While Google Glass wasn't a hit with consumers, Intel's Vaunt---aka Superlite---smart glasses that it showed off earlier this year looked more like the futuristic wearable we'd been waiting for. Sadly, it seems we'll never find out for certain. Intel has confirmed that it plans to shutter the New Devices Group (NDG), which had been working on the device.

Formed back in 2013, the division was responsible for the development of fitness trackers and smart glasses, including the Vaunt. The glasses contained a laser projector in its frame that directed light off a lens and into a user's retina. The red, monochrome 400 x 150 image would only be visible if a wearer looked toward the lower right corner of their visual field, where it would display basic notifications, text messages, and navigation info.

First reported by The Information, the group's closure will likely result in some layoffs for its team of around 200 people. In a statement to The Verge, Intel blamed "market dynamics" for the decision.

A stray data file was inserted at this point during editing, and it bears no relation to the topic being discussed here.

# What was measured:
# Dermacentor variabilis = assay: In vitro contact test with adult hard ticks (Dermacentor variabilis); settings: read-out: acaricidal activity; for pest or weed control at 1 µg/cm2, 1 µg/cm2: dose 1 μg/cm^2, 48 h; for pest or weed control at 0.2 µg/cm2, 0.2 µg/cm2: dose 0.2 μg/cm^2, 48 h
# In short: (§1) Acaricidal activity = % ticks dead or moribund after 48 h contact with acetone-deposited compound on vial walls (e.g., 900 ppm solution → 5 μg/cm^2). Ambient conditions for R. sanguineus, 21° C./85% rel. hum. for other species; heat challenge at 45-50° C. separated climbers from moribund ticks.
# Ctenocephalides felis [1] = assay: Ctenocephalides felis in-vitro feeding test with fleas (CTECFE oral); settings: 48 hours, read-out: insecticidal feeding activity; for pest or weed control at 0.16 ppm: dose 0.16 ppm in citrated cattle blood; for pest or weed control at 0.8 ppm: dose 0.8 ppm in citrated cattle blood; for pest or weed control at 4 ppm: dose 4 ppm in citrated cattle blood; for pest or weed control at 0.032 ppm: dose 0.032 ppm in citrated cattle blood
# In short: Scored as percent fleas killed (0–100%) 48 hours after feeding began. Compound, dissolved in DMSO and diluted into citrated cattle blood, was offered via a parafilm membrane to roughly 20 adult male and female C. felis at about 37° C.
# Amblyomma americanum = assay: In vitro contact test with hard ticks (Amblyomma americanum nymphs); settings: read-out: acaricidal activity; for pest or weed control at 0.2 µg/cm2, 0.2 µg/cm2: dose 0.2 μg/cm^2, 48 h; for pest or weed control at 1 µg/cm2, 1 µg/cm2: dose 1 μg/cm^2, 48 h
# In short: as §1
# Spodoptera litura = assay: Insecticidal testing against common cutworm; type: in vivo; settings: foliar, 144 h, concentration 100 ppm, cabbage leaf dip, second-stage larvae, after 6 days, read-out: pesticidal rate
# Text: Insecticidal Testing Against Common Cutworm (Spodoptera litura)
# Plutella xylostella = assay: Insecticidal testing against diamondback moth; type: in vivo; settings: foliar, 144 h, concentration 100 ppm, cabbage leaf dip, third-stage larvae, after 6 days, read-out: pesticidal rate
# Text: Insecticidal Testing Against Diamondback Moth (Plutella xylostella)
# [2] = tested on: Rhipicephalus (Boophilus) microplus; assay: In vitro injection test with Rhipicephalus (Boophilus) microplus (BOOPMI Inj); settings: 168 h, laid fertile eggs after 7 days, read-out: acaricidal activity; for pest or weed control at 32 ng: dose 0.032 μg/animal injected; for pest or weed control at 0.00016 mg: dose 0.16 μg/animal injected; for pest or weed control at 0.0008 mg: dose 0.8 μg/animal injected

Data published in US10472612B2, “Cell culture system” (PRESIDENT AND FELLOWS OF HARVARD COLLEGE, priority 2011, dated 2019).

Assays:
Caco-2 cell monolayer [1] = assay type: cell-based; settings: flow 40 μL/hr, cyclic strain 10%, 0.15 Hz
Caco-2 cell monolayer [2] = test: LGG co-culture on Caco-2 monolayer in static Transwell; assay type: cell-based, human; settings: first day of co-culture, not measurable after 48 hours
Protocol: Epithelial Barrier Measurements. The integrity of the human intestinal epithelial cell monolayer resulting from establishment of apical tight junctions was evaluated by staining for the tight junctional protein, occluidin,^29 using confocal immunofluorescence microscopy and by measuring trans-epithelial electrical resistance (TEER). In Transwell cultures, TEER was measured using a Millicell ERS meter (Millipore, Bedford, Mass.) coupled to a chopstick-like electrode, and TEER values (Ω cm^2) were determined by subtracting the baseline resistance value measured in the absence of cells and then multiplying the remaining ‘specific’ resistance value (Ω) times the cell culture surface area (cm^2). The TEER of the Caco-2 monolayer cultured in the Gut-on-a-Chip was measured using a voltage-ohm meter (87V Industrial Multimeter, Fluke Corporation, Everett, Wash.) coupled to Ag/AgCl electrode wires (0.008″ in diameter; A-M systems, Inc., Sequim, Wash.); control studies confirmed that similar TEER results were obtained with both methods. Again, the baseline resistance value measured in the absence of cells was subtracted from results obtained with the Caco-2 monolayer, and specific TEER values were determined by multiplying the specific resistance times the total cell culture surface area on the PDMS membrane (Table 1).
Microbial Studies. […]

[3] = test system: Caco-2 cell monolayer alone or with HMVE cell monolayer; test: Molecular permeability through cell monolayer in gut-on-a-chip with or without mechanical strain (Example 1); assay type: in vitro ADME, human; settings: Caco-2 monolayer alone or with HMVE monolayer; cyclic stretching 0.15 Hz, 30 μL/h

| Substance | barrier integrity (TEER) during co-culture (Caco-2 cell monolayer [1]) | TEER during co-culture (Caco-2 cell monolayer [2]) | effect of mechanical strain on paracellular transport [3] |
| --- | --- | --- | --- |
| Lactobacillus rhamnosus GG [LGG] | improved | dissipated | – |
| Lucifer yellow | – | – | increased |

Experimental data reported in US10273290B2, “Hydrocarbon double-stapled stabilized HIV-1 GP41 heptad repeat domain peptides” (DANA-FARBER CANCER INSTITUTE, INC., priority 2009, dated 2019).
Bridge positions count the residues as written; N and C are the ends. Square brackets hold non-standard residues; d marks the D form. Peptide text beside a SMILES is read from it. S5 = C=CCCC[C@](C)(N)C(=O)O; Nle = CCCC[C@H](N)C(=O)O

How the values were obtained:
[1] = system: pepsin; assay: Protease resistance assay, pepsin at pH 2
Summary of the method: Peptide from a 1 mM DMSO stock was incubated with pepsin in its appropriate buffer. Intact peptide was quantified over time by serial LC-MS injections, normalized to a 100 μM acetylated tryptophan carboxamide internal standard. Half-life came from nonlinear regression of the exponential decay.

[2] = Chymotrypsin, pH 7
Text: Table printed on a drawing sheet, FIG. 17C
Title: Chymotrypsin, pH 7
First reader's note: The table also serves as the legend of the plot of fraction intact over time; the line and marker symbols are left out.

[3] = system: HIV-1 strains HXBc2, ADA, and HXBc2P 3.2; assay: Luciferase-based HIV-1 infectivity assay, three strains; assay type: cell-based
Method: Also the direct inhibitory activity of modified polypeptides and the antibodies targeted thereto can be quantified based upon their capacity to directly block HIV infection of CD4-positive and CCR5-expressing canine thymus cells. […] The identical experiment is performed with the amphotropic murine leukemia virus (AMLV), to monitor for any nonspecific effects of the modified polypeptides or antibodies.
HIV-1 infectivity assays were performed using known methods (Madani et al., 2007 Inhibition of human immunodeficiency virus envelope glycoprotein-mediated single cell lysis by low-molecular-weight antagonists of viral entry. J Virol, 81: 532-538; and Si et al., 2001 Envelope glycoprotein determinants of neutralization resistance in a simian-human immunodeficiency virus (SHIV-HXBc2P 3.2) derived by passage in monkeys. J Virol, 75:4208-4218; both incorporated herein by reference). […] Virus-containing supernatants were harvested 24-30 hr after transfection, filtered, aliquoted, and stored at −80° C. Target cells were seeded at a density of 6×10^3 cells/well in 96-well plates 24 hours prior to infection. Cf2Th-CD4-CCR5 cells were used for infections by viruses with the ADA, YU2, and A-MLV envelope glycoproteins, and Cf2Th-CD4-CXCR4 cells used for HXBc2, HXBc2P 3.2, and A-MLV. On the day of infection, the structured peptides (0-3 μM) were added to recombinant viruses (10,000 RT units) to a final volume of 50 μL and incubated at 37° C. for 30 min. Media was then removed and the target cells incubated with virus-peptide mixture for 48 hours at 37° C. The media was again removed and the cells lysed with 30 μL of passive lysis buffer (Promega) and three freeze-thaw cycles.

Intel is continuously working on new technologies and experiences. Not all of these develop into a product we choose to take to market. The Superlight [the codename for Vaunt] project is a great example where Intel developed truly differentiated, consumer augmented reality glasses. We are going to take a disciplined approach as we keep inventing and exploring new technologies, which will sometimes require tough choices when market dynamics don't support further investment.

Sources say that Intel had been looking for a partner with retail experience to bring its glasses to market, but it seems the interest just wasn't there. The Vaunt looked promising, but it's possible that companies felt it wouldn't have mass appeal in its current state, especially if it shipped with a large price tag.

Google Glass might not have been well received by members of the public, but it found a place as an enterprise-focused product, being repurposed in factories owned by companies such as Boeing, GE, AGCO, and DHL. The limited functionality of the Vaunt would likely have made the glasses unsuitable in such scenarios.

There are other companies, including Apple, Amazon, and Vuzix, that are working on smart glasses, so we might still see a product that lives up to our expectations---though it could take a few more years before it arrives.